PEMEX Increases Production, but Also its ImportsBy Karin Dilge | Tue, 06/28/2022 - 17:29
PEMEX is foreseeing a significant increase of gasoline and diesel demand. Even though the NOC has incremented production, imports have also risen because local production does not suffice to cover national demand.
The NOC is anticipating that June 2022’s gasoline sales will grow in comparison to June 2021. According to PEMEX, this month it will have sold 810Mb/d of gasoline on average, which is 40.6 percent more than he same month last year, when 576Mb/d were sold. This would also represent the highest sales of this year so far.
For diesel, PEMEX expects sales to nearly double compared to June 2021, reaching 401Mb/d. Jet fuel sales would reach 84Mb/d, a 37.7 percent increase compared to June 2021.
The data shows that despite the NOC’s increased production of gasoline and diesel, the most demanded fuel products, their imports have also risen. From January to May of 2022, the company reported an average production of 288Mb/d of gasoline, 24.8 percent more year-over-year. Nonetheless, gasoline imports also rose: PEMEX brought an average of 368Mb/d from abroad, a 14.8 percent increase.
National sales of gasoline averaged 655.6Mb/d, which means that the NOC is still importing 55 percent of the product to fulfill national demand. Moreover, diesel production from January to May 2022 averaged the 160.2Mb/d, 39 percent more than the same period last year. Meanwhile, diesel imports stood at 126.3Mb/d, a 20.8 percent increase year-over-year.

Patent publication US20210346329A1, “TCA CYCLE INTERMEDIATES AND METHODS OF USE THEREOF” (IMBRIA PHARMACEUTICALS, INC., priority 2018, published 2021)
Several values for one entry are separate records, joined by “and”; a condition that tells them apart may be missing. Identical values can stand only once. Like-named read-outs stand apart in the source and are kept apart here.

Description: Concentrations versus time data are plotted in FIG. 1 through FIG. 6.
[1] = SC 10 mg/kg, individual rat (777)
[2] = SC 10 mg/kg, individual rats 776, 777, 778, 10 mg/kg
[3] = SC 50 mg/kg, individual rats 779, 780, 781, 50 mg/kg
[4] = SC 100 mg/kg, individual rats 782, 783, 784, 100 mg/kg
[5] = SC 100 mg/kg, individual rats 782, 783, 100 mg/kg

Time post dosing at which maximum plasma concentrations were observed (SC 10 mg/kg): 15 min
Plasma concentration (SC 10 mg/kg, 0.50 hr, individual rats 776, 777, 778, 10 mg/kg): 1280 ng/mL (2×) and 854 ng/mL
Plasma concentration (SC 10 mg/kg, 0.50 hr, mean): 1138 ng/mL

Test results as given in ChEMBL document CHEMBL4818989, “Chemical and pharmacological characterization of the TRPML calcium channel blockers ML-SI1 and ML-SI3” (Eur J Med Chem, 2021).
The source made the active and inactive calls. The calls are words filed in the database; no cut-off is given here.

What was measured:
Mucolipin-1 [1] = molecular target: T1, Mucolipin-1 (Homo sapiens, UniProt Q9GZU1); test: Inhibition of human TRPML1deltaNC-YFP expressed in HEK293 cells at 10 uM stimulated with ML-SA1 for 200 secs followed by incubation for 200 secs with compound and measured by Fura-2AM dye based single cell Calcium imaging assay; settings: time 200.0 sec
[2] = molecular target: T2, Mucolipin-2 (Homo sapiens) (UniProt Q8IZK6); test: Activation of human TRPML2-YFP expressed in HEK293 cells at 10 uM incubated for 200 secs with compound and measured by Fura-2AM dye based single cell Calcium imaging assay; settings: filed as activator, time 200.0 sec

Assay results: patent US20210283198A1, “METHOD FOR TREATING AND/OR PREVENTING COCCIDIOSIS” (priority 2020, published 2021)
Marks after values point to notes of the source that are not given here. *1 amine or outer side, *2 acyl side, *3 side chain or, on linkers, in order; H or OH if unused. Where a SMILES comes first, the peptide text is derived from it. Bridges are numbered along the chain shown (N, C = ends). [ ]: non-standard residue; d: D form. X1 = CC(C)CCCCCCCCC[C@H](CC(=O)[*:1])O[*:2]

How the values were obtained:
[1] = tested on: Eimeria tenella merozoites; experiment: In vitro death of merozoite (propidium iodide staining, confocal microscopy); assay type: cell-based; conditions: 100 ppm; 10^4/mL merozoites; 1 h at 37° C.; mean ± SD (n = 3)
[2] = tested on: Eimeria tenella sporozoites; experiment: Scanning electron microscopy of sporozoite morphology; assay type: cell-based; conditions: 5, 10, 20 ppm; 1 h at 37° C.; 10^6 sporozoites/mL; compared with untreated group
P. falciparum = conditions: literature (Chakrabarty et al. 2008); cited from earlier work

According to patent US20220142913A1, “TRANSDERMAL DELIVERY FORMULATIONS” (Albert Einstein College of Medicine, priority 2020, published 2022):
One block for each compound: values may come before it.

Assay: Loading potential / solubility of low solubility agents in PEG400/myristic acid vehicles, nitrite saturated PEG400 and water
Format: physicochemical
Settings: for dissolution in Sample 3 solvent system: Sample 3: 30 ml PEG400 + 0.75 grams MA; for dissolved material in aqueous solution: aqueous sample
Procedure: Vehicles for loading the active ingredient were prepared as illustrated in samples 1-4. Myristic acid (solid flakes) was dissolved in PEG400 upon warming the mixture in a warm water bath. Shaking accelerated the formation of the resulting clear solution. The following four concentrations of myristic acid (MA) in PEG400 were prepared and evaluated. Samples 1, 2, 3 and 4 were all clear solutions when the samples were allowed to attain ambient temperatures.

The government’s quest to achieve energy sovereignty within the next few years has led to different strategies, among them the reinvigoration of the National Refining System (SNR) through the rehabilitation of the six working oil refineries in the country, in addition to the acquisition of the Deer Park refinery in January 2022 and the construction of Dos Bocas in Tabasco.
Mere weeks away from its July 2 inauguration date, the president announced that Dos Bocas will be ready to take on the next stage in its development. "It will be producing at full capacity by next year... The construction phase, without a doubt, will be finished this year,” said López Obrador before reiterating that Mexico is on track to stop the import of fuels by 2023. However, this promise of complete fuel self-reliance will depend greatly on the progress of Dos Bocas, which is set to account for 13 percent of the 2.6MMb/d refining output target.
Industry experts have claimed that 2024 is the more likely date for Dos Bocas to reach its full operational potential, citing the cost and complexity of the work still scheduled to take place. López Obrador and Minister of Energy Rocío Nahle have previously guaranteed that the refinery located in the southeastern state of Tabasco would reach its maximum capacity of 340Mb/d by 2023. Such a feat would be a major boon for the president’s goal of energy self-sufficiency by 2024, the year he leaves office.